Page images
PDF
EPUB

deviate frona that dignity and propriety of conduct, which, io any situation, will secure the good will of her friends, and prevent the blushes of her husband.

15. A fondness for company and amusement is blamcable only when it is indulged to excess, and permitted to absorb more important concerns. Nor is some degree of flattery al-, ways dangerous or useless. The good opinion of mankind we are all desirous to obtain ; and to know that we po&sess it, often makes us ambitious to deserve it.

16. No passion is given to us in vain; the best ends are sometimes effected by the worst means; and even female vanity, properly inanaged, may prompt to the most meritoricus actions. I should pay Emilia hut a very ill compliment to as., cribe her virtues to her local situation; for no person can claim, as a virtue, what she has been in no danger of losing. ,,

17. But there is no retirement beyond the reach of tempta. tion, and the whole tenor of her conduct proves, that her un. blemished morals and uniform delicacy, proceed from better principles than necessity or accident.

· 18. She is loved and flattered, but she is not vain ; her company is universally coveted, and yet she has no airs of haughtiness and disdaina:

19. Her cheerfulness in onmpany shows that she has a relish for society; her contentment at home, and attention to domestic concerns, are early specimens of her happy disposition; and her decent, unaffected abhorrence of every species of li. centious behavior, evinces, beyond suspicion, that the innos cence of her heart is equal to the charins of her person.

JULIANA, A REAL CHARACTER. ULIANA is one of those rare women whose personal o attractions have no rivals, but the sweetness of her temper and the delicacy of her sentiments. An elegant person, regular features, a.fine complexion, a lively, expressive coun tenance, an easy address, and those blushes of modesty that 86_n the soul of the beholder; these are the native beauties which reider her the object of universal admiration,

2. But when we converse with her, and hear the melting expressions of unaffected sensibility and virtue that How from her tongue, her personal charms receive new lustre, and irre, sistibly engage the affections of her acquaintances.

3. Sensible that the great source of all happiness, is purity

of morals and an easy conscience, Juliana pays constant and sincere attention to the duties of religion. She abhors the infanious, but fashionable vice of deriding the sacred institutions

of religion. abis. 4. She considers a ladly without virtue as a monster on eartli; * and every accomplishment, without morals, as polite deception,

She is neither a hypocrite nor an enthusiast; on the contrary, she mingtes such cheerfulness with the religious duties of life, that even her piety carries with it a chavin which insénsia'.

bly allures the profligate from the arms of vice. is 5. Not only the general tenor of her life, but in particular

her behavior in church, evinces the reality of her religion. She esteems it not only criminal in a high degree, but extremely unpolite, to behave with levity in a plece consecrated to the són lemn purpose of devotion,

6. She cannot believe that any person, who is solicitous to ** treat all mankind with civility, can laugh in the templo of JE: HOVAH, and treat their great benefactor with heedless neglect,

7. In polite life, the manners of Juliana are peculiarly engaging. To her superiors, she shows the utmost deference and respect. To her equals, the most modest complaisance and civility; while every rank experiences her kindness and affability.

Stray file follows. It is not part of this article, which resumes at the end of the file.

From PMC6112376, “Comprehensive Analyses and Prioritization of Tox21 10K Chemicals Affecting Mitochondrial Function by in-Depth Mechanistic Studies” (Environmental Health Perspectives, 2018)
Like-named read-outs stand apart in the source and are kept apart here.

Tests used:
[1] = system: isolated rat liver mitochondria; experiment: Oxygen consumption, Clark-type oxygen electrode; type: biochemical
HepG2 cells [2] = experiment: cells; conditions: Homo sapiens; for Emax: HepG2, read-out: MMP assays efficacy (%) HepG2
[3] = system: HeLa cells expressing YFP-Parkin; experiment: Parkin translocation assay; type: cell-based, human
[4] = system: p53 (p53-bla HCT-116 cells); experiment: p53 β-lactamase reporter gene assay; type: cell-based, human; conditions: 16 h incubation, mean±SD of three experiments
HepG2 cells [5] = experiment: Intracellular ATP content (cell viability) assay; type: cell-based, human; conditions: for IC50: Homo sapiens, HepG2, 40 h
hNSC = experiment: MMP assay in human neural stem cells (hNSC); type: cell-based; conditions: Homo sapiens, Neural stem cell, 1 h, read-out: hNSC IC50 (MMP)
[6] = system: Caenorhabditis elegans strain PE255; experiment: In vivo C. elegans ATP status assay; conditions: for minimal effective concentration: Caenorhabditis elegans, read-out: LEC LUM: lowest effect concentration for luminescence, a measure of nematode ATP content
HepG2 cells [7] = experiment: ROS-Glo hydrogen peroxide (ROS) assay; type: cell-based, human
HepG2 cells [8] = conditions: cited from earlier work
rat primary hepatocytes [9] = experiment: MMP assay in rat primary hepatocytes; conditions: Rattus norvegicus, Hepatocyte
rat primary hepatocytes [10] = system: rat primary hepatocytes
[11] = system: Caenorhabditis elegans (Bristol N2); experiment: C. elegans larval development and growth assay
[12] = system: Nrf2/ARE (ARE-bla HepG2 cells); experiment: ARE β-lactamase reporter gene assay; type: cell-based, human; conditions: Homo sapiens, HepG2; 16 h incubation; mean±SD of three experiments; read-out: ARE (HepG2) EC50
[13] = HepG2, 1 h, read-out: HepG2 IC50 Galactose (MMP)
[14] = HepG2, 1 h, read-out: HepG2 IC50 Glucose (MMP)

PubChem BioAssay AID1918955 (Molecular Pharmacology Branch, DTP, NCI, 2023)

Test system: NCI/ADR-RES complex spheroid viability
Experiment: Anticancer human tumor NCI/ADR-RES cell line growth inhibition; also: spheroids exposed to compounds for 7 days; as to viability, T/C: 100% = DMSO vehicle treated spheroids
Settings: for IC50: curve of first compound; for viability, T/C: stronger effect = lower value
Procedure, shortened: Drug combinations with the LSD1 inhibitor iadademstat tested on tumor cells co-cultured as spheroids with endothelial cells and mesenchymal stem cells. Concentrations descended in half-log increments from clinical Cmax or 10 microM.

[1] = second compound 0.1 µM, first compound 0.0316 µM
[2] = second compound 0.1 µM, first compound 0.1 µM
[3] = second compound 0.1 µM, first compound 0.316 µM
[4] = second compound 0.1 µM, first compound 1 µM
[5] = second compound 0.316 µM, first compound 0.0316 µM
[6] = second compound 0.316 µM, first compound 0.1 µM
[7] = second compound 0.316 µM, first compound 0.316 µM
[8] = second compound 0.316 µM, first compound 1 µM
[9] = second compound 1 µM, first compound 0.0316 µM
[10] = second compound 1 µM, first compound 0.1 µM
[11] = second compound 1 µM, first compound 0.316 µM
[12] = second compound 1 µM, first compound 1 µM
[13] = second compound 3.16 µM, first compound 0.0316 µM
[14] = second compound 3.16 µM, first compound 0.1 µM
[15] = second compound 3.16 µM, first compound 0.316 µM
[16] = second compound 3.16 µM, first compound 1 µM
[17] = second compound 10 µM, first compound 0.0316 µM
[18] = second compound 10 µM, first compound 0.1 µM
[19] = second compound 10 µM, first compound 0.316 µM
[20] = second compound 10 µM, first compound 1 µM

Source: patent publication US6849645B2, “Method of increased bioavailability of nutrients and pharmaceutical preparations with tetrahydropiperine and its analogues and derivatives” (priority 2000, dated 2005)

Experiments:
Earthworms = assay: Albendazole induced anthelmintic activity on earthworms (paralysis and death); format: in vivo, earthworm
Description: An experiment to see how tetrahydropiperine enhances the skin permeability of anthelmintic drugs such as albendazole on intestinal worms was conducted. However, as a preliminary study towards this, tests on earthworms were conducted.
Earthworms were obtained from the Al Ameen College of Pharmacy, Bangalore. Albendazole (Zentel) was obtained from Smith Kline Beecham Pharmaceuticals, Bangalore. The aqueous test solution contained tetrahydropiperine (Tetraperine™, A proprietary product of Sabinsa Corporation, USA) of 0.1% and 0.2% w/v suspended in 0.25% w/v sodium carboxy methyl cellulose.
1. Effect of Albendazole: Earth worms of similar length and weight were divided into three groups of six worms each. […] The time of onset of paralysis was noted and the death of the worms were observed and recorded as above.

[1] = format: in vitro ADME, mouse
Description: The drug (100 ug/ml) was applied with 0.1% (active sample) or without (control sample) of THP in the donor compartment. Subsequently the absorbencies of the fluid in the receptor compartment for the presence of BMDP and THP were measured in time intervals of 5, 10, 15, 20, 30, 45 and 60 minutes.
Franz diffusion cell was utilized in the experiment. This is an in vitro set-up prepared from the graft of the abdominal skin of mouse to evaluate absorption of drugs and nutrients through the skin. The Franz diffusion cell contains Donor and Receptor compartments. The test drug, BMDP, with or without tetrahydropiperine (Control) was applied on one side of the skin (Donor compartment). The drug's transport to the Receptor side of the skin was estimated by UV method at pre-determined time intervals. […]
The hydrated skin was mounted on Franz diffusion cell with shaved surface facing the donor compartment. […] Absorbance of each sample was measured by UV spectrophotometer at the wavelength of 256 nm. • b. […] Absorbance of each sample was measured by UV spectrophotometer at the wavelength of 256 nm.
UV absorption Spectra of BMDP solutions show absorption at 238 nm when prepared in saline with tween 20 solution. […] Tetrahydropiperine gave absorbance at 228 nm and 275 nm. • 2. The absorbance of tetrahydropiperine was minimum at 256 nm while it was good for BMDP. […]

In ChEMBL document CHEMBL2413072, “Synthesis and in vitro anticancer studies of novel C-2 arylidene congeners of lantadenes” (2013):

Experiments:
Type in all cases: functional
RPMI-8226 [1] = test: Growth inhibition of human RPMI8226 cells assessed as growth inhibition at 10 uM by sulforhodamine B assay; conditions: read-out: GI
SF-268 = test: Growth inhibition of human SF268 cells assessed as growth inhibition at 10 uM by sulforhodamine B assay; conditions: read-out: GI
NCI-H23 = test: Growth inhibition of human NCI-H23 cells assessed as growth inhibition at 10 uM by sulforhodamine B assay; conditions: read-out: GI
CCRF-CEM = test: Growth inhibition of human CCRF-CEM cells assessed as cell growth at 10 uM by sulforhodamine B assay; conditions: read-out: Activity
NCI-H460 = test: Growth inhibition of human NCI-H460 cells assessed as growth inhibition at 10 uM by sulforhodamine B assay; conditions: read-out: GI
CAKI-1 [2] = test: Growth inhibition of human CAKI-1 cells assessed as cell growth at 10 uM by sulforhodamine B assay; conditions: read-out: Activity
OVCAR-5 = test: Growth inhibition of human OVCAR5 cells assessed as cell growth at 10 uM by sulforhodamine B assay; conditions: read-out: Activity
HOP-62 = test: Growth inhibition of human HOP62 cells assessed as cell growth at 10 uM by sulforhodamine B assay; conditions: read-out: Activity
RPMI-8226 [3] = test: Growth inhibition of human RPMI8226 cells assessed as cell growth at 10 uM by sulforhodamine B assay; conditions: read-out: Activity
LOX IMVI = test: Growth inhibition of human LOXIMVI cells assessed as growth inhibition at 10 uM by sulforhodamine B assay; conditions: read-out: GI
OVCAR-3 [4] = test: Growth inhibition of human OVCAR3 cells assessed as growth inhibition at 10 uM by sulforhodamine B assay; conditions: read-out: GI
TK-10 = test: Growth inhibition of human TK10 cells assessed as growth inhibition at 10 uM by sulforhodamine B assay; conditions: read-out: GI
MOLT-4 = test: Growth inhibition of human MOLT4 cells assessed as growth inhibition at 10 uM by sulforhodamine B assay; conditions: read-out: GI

8. By this conduct she secures the love and friendship of all degrecs. No person can despise her, for she does nothing that is ridiculous: she cannot be hated, for she does injury to none; and even the malevolent whispers of envy are silenced, by her modest deportinent and generous condescension..

9. Her conversation is lively and sentimental; free from false wit, frivolous minuteness, and aficctation of learning. Although her discourse is always under the direction of prudénce, yet ita appears unstudied; for her good sense always furnishes her with thoughts suited to the subject, and the purity of her mind Fenders any caution in expressing them almost unnecessary.

16. She will not lead the conversation; niuch less can she stun the ears of company with perpetual chat; to interrupt the discourse of others. - But when occasion offers, she acquits

herself with ease and grace; without the airs of pertaess, or - the confusion of bashfulness.

11. But if the conversation happens to turn upon the foibles of either sex, Jüliana discovers her goodness by silence, or by inventing palliatiofisi $he detests every species of slander. 1 12. She is sensible that to publish and aggravate human ere rors, is not the way to correct them; and reformation, rather thån infamy, is the wish and the study of her life. Her own amiable example is the severest of all satires upon the faults and follies of her sex, and goes farther in discountenancing both, than all the censures of malicious detraction.

1.3. Although Juliana possesses every accomplishment that can command esteem and admiration ; yet she has neither va. nity nor ostentation. Her merit is easily discovered without slow and parade.

. 14. She considers that hauglitiness, and contempt of others, always proceed from meanness; that true greatness is ever accessible ; and that self.recommendation and blustering pretensions, are but the glittering decoratiens of empty heads and trifling hearts.

. 15. However strong may be her desire of useful information, or however lively hercuriosity, yet sbe restrains these passions within the bounds of prudence and good breeding. She deenis it impertinent to the highest degree to be prying into the concerns of other people; much more impertinent and criminal does she deem it, to indulge an officious inquisitiveness, for the sake of gratifying private spleen in the propagation of unfavor, able truths.